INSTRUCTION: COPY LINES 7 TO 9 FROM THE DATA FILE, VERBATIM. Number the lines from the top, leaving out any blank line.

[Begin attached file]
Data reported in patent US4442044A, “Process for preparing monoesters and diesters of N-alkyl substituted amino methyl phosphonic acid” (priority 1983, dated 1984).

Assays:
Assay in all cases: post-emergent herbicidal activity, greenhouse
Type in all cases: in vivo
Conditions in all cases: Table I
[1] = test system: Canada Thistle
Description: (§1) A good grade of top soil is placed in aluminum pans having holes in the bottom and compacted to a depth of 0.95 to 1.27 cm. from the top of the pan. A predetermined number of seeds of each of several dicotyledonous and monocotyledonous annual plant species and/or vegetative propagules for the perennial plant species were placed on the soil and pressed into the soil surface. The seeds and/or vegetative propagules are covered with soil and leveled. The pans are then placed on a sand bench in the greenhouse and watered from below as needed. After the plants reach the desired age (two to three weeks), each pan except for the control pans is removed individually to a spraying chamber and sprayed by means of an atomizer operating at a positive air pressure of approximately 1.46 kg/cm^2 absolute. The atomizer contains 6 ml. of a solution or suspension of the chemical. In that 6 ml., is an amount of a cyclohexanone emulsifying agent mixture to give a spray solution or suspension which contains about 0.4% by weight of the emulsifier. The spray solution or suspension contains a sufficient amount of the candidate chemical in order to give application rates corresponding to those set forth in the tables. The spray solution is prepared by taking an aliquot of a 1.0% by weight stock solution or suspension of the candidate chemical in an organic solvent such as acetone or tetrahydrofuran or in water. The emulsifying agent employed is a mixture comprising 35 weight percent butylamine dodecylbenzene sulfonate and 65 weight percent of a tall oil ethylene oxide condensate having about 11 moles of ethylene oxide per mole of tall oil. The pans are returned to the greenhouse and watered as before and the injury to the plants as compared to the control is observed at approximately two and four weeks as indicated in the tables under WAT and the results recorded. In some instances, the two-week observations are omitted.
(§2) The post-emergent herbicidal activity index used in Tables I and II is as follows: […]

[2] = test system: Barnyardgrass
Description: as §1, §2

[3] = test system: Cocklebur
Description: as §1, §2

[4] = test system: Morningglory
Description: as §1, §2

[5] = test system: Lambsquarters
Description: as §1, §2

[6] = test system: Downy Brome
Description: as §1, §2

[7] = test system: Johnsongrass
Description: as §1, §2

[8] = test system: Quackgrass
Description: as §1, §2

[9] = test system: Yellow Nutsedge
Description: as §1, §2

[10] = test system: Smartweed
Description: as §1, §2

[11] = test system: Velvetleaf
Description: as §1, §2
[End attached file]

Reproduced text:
Description: (§1) A good grade of top soil is placed in aluminum pans having holes in the bottom and compacted to a depth of 0.95 to 1.27 cm. from the top of the pan. A predetermined number of seeds of each of several dicotyledonous and monocotyledonous annual plant species and/or vegetative propagules for the perennial plant species were placed on the soil and pressed into the soil surface. The seeds and/or vegetative propagules are covered with soil and leveled. The pans are then placed on a sand bench in the greenhouse and watered from below as needed. After the plants reach the desired age (two to three weeks), each pan except for the control pans is removed individually to a spraying chamber and sprayed by means of an atomizer operating at a positive air pressure of approximately 1.46 kg/cm^2 absolute. The atomizer contains 6 ml. of a solution or suspension of the chemical. In that 6 ml., is an amount of a cyclohexanone emulsifying agent mixture to give a spray solution or suspension which contains about 0.4% by weight of the emulsifier. The spray solution or suspension contains a sufficient amount of the candidate chemical in order to give application rates corresponding to those set forth in the tables. The spray solution is prepared by taking an aliquot of a 1.0% by weight stock solution or suspension of the candidate chemical in an organic solvent such as acetone or tetrahydrofuran or in water. The emulsifying agent employed is a mixture comprising 35 weight percent butylamine dodecylbenzene sulfonate and 65 weight percent of a tall oil ethylene oxide condensate having about 11 moles of ethylene oxide per mole of tall oil. The pans are returned to the greenhouse and watered as before and the injury to the plants as compared to the control is observed at approximately two and four weeks as indicated in the tables under WAT and the results recorded. In some instances, the two-week observations are omitted.
(§2) The post-emergent herbicidal activity index used in Tables I and II is as follows: […]

[2] = test system: Barnyardgrass